Culture

Feminism: Adding an 'F' to LGBTQ Activism

When you’re constantly relying on a third party to define your sexuality, you’re inevitably going to write yourself onto the sidelines of social activism, which is precisely what contemporary feminism is currently doing. With its insane Marxist belief that biological “sex” and “gender” are two separate entities that do not overlap or influence each other, contemporary feminism has bought into postmodern subjectivity. Issues are left to be parsed in terms of value judgments rendered by individuals on the basis of sheer whim. This includes defining what it means to be a woman.

It’s bad enough when contemporary feminists attack shopping malls for categorizing “boys” versus “girls” clothing. The complaint is always the same: “My daughter wanted a superhero shirt that was unavailable in the girls’ department!” Pants were unavailable in the girls’ department 100 years ago. Women wore them anyway. Instead of raising independent thinkers, contemporary feminists raise dependent complainers who derive their entire sense of gender identity from a store’s marketing department. This is the dark side of allowing society to define your gender. Suddenly a generation of women is convinced they have male tendencies because they have a penchant for Superman. It couldn’t be that they want to wear his logo because they find him strong, appealing, or — God-forbid — attractive. Because his logo is sported in the boys’ department only, it must mean any little girl who wants to wear his shirt is obviously a trannie.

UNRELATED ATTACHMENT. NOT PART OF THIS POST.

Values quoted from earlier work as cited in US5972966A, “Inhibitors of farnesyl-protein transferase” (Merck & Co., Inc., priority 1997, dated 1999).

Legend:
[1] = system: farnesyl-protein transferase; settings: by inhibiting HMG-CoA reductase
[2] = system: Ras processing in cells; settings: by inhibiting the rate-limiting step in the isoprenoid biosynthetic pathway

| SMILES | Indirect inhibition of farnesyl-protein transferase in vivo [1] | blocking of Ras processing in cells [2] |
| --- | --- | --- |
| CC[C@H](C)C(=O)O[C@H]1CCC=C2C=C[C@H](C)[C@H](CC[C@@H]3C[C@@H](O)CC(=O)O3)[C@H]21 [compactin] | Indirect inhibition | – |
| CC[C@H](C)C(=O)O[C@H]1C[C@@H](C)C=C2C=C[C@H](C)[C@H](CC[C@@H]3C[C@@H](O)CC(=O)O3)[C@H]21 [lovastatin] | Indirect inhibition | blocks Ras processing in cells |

Contemporary feminists don’t let go of the wardrobe situation there. They also have to address the evils of t-shirts brandishing the words “pretty,” “bride,” and “wife of,” along with the dreaded cosmetics. The same women who go out of their way to defend a drag queen’s right to glam it up in public dub “girly” clothing one of the greatest sins of our culture. HuffPo featured a study conducted by university professor Rebecca Bigler on the impact girly-T messages like “pretty” and “Future Bride” had on tween and teenage girls:

[Bigler] found that girls who believe being sexually attractive is an important part of their identity have less academic success and less motivation to succeed in school. …Bigler cited earlier studies that also found those girls to have lower self-esteem and fewer peer relations.

… For their research, Bigler and her colleagues first tested girls to find out where they fell on an internalized sexualization scale: Girls who indicated, for example, that they preferred to wear sexy clothing scored higher; girls who preferred modest clothing scored lower. Then, the researchers had the girls prepare to shoot a newscast on which they were told they would be evaluated. The girls were secretly filmed as they got ready for their segments. The group who had scored high on internalized sexualization spent more time putting on makeup and less time reading the script than the group who had scored low.